What comes to mind when you think of English music? I go straight to the 90’s with Oasis, Blur and Gorillaz. Some though may think of Morrissey. Others may think more recently of those who have defined modern British music – Ed Sheeran, Rizzle Kicks. Whatever you think of, there is a helping of all of these iconic Brits on Punk-Rap act Mid Reflections’ debut EP Outcasts.
There are two things which shine through the 4-track EP. One is what made their compatriots so distinctive and it’s their embrace of their regional identity. In this case their London tone and attitude is a great departure from the American camouflage that we have become so normalised by.
The other is the range of influences here, as implied. It gives strong impressions of Ed Sheeran’s You Need Me I don’t Need You in parts due to vibrant and intricate guitar parts tied to frequent lashing lyrical exchanges. At other times, the more downtrodden parts resonate more towards a Gorillaz-edge. If the production value on this EP (which is more or less spot-on) was dialled up a few notches, there could be some comparison between Hollywood Undead.
Opening title-track Outcast is straight to the point and straight into the chorus. Like the whole of the release, you find Mid Reflections accessing serious topics by using flippant lines: “Wasn’t easy as an outcast | Didn’t want to show my face like I’m Kenny from South Park”. It means you don’t take them that seriously so it’s easier to engage with these themes. It forecasts a general song make-up of dynamically pin-point breathless rapping showing off the astounding lung capacity of Rapper Matthew Bishop, aka 2T’z. This is enforced with basic but watertight drum rhythms, moving well into chanty choruses and an array of clean and distorted guitar parts.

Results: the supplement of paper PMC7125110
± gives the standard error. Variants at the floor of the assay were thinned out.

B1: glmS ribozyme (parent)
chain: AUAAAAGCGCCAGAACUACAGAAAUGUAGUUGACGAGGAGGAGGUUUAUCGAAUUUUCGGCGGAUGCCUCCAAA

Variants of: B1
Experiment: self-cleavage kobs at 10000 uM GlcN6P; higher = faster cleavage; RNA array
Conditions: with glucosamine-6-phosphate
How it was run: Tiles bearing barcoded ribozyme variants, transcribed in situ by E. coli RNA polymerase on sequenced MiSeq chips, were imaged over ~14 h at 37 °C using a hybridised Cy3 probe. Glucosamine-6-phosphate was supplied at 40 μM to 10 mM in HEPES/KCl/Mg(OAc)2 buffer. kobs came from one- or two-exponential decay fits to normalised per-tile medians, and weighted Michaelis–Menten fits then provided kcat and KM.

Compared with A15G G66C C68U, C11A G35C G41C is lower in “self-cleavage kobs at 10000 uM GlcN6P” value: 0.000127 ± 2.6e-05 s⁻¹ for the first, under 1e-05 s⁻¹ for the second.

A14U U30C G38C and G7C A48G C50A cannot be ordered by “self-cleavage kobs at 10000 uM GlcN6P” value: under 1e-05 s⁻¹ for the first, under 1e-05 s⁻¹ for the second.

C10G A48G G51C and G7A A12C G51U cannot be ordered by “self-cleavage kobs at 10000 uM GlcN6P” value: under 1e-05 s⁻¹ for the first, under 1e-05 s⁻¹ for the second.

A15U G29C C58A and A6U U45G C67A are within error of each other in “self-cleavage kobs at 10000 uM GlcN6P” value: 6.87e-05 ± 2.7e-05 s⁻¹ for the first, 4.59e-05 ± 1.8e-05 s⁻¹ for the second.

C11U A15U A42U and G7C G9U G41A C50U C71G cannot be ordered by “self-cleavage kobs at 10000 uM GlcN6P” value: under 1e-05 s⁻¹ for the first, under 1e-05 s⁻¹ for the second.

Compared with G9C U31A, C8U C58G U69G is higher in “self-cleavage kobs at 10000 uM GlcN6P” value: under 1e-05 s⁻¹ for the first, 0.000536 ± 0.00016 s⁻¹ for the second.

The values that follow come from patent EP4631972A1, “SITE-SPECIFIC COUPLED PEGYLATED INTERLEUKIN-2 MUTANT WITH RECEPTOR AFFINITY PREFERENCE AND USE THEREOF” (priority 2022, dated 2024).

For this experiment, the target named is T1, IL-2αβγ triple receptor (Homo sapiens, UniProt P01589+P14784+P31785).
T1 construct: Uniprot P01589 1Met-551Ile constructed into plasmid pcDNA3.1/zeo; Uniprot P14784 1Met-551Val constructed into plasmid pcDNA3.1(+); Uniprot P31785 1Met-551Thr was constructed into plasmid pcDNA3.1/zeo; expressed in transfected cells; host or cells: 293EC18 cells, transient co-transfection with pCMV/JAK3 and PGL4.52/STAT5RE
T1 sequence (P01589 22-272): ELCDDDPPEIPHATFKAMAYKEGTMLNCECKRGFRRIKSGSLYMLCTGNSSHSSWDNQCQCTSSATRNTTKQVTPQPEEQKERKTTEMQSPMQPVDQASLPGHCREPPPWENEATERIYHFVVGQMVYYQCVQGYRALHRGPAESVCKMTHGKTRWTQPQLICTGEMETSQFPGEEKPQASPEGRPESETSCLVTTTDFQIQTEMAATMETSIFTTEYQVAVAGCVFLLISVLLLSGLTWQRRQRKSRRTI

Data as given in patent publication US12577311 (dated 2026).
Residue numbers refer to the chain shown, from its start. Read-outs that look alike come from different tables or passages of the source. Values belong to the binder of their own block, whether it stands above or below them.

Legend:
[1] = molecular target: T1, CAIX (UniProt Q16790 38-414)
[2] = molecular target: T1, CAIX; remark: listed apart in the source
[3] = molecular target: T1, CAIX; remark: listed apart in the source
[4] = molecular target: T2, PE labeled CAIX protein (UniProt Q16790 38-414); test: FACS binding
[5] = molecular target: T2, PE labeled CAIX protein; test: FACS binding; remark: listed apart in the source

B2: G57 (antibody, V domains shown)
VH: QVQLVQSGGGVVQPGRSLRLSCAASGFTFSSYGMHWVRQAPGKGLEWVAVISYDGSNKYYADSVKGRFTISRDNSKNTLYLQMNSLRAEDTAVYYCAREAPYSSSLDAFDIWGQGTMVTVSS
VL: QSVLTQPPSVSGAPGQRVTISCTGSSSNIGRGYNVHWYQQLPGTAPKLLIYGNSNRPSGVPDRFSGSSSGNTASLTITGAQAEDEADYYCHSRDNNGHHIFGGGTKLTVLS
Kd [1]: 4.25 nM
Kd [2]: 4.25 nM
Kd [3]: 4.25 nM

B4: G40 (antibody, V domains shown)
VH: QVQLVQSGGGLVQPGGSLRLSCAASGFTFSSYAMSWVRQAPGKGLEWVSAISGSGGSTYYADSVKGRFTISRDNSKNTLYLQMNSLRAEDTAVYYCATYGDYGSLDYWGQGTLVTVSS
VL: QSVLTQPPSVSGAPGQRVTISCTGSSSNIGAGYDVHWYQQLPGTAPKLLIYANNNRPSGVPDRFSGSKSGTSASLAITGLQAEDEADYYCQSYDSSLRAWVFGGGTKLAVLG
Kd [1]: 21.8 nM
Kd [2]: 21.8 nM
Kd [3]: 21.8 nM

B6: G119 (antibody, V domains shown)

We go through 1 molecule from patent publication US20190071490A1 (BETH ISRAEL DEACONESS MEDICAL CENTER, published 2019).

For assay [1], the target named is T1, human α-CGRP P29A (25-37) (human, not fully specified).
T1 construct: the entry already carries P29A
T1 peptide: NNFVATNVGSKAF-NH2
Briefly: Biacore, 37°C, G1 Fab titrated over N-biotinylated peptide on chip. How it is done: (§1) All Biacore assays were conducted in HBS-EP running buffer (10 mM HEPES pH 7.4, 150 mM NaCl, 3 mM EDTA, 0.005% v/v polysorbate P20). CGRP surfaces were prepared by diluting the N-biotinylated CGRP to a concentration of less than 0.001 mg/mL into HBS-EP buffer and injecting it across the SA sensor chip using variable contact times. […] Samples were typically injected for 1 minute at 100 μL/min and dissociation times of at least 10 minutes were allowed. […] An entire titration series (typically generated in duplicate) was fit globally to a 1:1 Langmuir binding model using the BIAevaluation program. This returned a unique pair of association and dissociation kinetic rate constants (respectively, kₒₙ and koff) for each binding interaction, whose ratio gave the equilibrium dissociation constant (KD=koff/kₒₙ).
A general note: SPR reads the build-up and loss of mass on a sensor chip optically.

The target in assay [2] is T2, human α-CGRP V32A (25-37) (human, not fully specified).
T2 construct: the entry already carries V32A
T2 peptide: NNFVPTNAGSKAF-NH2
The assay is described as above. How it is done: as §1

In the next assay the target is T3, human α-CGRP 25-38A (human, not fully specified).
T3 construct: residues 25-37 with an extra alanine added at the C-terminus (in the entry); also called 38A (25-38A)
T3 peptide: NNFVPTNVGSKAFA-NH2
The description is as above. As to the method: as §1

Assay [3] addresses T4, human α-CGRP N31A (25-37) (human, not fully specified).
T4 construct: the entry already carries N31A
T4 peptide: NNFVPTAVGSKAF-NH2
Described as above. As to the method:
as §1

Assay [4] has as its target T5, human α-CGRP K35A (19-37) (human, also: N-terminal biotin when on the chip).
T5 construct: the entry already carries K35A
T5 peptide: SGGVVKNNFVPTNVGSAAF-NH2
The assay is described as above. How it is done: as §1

Elsewhere, they seem to take a swipe at The Government amongst other things on Illusions with a cockier, upbeat vibe. Bishop is at his razor sharpest on Legalise It one that fuses quite an old-school riff with a shouty chorus. No second guesses what this one is about, he leaves you in his dust but you do struggle to really catch all of what he says. Foes is the calmest of the lot and my personal favourite. The binding guitar just works with Bishop’s rap style here. The melody ducks and dives patiently, allowing Bishop to push himself technically but it’s not over the top. It drops off nicely into a borderline spoken chorus, but spoiled by a bit of a sore-thumb mid-section – that said, it’s a solid closing touch overall.
A bare-knuckled and bare-faced approach to lyric-writing and song-writing works well with it’s overall charm and audacity. We’ve seen how rap can be fused with different alternative styles over the years, this offering by Mid Reflections is a refreshing one and despite (or because of) it’s eclecticism, doesn’t smack of imitation. It’s a promising EP, one that could also be viewed as novelty though. It is a rough diamond, so there is a bit of polishing to do – particularly on the often sloppy song outros – to take it to the next level that said: [7/10]
Outcasts is out now via their website.